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Dalton Trumbo (#110 of 2)

T.M.I Trumbo: Johnny Got His Gun

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T.M.I Trumbo: Johnny Got His Gun
T.M.I Trumbo: Johnny Got His Gun

The too-much-information age is a strange thing indeed. Take for instance Shout! Factory’s long-awaited DVD release of Dalton Trumbo’s Johnny Got His Gun, which takes place mostly inside the mind of wounded WWI vet Joe Bonham, a deaf/dumb/blind quadruple amputee. Smoothly and effortlessly the film weaves back and forth in time, from the present, B&W hospital setting (seen from third-person POV) to Joe’s colorful memories of the past to the trapped soldier’s vivid fantasy world. Adapted from the legendary screenwriter’s own award-winning book, Trumbo’s sole directorial effort was a film I’d never gotten around to seeing, so I was pretty thrilled when I noticed that the DVD contained a slew of bonus features. In addition to Robert Fischer’s 2006 doc Dalton Trumbo: Rebel In Hollywood, there’s a 2009 interview with star Timothy Bottoms, and the music video for Metallica’s “One” (a metal homage of sorts to Johnny). As if that weren’t enough, there’s also behind-the-scenes peeks with Bottoms and DP Jules Brenner providing commentary, the 1940 radio adaptation of Johnny (the book) starring James Cagney, a 1971 feature article from “American Cinematographer,” the original theatrical trailer and, oh yeah, a replica of the original poster! It’s like an all-in-one, film junkie overdose kit.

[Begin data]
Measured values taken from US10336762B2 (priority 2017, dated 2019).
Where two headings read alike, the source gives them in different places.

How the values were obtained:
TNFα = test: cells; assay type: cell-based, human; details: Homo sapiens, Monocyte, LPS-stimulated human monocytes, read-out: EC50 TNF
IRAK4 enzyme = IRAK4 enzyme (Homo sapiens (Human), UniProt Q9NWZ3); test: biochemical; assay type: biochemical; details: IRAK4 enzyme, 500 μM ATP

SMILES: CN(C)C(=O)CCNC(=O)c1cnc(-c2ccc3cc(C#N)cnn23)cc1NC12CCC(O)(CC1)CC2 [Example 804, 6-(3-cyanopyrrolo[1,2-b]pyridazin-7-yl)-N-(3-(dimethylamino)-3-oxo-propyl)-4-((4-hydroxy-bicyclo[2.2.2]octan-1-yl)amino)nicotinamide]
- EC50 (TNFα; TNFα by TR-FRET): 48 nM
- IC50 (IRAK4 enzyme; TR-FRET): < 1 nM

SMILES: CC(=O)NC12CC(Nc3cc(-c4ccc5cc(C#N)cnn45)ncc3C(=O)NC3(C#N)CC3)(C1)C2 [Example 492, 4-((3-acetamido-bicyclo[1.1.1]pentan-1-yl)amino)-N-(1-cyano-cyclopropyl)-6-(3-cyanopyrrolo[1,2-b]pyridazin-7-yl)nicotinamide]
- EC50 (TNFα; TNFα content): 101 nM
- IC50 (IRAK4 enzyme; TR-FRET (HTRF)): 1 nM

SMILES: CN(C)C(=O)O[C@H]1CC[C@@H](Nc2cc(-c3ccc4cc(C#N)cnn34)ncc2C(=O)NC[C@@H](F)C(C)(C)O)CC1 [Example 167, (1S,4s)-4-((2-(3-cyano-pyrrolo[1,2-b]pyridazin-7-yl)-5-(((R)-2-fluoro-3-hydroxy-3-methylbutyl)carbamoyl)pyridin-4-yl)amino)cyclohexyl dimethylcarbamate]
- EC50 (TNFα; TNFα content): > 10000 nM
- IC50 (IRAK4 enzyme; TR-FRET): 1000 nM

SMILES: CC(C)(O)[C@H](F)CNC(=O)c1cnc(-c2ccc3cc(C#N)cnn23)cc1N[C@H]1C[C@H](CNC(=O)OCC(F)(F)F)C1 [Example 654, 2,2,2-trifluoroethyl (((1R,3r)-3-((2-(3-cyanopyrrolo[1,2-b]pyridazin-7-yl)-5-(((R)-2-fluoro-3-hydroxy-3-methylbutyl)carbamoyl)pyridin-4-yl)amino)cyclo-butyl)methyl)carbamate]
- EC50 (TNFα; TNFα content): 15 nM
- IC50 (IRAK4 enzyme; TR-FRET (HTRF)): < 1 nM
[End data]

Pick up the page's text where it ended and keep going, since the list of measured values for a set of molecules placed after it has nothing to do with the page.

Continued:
Which would be great, save for one giant spoiler, which I could have avoided had I not been so geeky that I watched the extras first.

The Brave One: Trumbo

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The Brave One: <em>Trumbo</em>
The Brave One: <em>Trumbo</em>

Trumbo, Peter Askin’s poignant, mind-stirring documentary about the defiantly prolific screenwriter Dalton Trumbo, one of the Hollywood Ten blacklisted during the McCarthy era, based on a play written by his son Christopher (from letters Trumbo wrote during that tumultuous period) is essential viewing for all film critics—any professional writer really—recently affected by the economic recession. To call Trumbo tenacious, awe-inspiring, a courageous hero doesn’t do the man justice. How many writers working today would accept poverty and prison, shame and exile to stand by their convictions—and do it for ten long years? How many writers in 2008 would have prefaced that with nearly another decade stoically working as a night bread wrapper for an L.A. bakery while studying at USC, repossessing motorcycles, reviewing films for a trade magazine—and churning out six novels and eighty-eight short stories (all of which would be rejected for publication)? To all those laid off writers I say, if you can’t write without a paycheck being involved then you’ve no business considering yourself in the same profession as Mr. Trumbo (thus you probably didn’t deserve that paycheck in the first place. Ah, isn’t karma sweet?)